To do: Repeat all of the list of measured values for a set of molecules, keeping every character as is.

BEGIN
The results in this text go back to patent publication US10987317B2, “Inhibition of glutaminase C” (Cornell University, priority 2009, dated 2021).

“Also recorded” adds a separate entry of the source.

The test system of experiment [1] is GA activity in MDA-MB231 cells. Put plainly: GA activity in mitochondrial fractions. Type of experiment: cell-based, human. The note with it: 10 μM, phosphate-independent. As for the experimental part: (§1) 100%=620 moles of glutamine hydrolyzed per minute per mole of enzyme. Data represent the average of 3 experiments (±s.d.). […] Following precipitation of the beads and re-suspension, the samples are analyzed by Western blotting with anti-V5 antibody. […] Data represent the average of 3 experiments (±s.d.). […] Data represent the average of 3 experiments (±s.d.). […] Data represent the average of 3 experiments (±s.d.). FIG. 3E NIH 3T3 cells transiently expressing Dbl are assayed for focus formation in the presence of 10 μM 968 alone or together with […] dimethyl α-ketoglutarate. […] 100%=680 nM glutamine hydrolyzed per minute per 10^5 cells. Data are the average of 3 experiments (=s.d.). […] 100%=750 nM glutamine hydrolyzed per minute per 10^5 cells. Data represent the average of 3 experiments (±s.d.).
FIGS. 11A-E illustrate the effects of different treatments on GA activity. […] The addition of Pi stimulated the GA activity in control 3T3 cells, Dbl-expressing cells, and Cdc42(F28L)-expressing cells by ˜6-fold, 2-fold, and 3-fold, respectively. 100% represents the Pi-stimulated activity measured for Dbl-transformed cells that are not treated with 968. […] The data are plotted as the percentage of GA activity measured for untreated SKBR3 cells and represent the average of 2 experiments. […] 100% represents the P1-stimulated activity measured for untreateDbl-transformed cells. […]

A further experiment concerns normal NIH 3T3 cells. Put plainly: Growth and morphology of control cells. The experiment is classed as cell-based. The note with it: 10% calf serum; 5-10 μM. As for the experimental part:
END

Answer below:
The results in this text go back to patent publication US10987317B2, “Inhibition of glutaminase C” (Cornell University, priority 2009, dated 2021).

“Also recorded” adds a separate entry of the source.

The test system of experiment [1] is GA activity in MDA-MB231 cells. Put plainly: GA activity in mitochondrial fractions. Type of experiment: cell-based, human. The note with it: 10 μM, phosphate-independent. As for the experimental part: (§1) 100%=620 moles of glutamine hydrolyzed per minute per mole of enzyme. Data represent the average of 3 experiments (±s.d.). […] Following precipitation of the beads and re-suspension, the samples are analyzed by Western blotting with anti-V5 antibody. […] Data represent the average of 3 experiments (±s.d.). […] Data represent the average of 3 experiments (±s.d.). […] Data represent the average of 3 experiments (±s.d.). FIG. 3E NIH 3T3 cells transiently expressing Dbl are assayed for focus formation in the presence of 10 μM 968 alone or together with […] dimethyl α-ketoglutarate. […] 100%=680 nM glutamine hydrolyzed per minute per 10^5 cells. Data are the average of 3 experiments (=s.d.). […] 100%=750 nM glutamine hydrolyzed per minute per 10^5 cells. Data represent the average of 3 experiments (±s.d.).
FIGS. 11A-E illustrate the effects of different treatments on GA activity. […] The addition of Pi stimulated the GA activity in control 3T3 cells, Dbl-expressing cells, and Cdc42(F28L)-expressing cells by ˜6-fold, 2-fold, and 3-fold, respectively. 100% represents the Pi-stimulated activity measured for Dbl-transformed cells that are not treated with 968. […] The data are plotted as the percentage of GA activity measured for untreated SKBR3 cells and represent the average of 2 experiments. […] 100% represents the P1-stimulated activity measured for untreateDbl-transformed cells. […]

A further experiment concerns normal NIH 3T3 cells. Put plainly: Growth and morphology of control cells. The experiment is classed as cell-based. The note with it: 10% calf serum; 5-10 μM. As for the experimental part: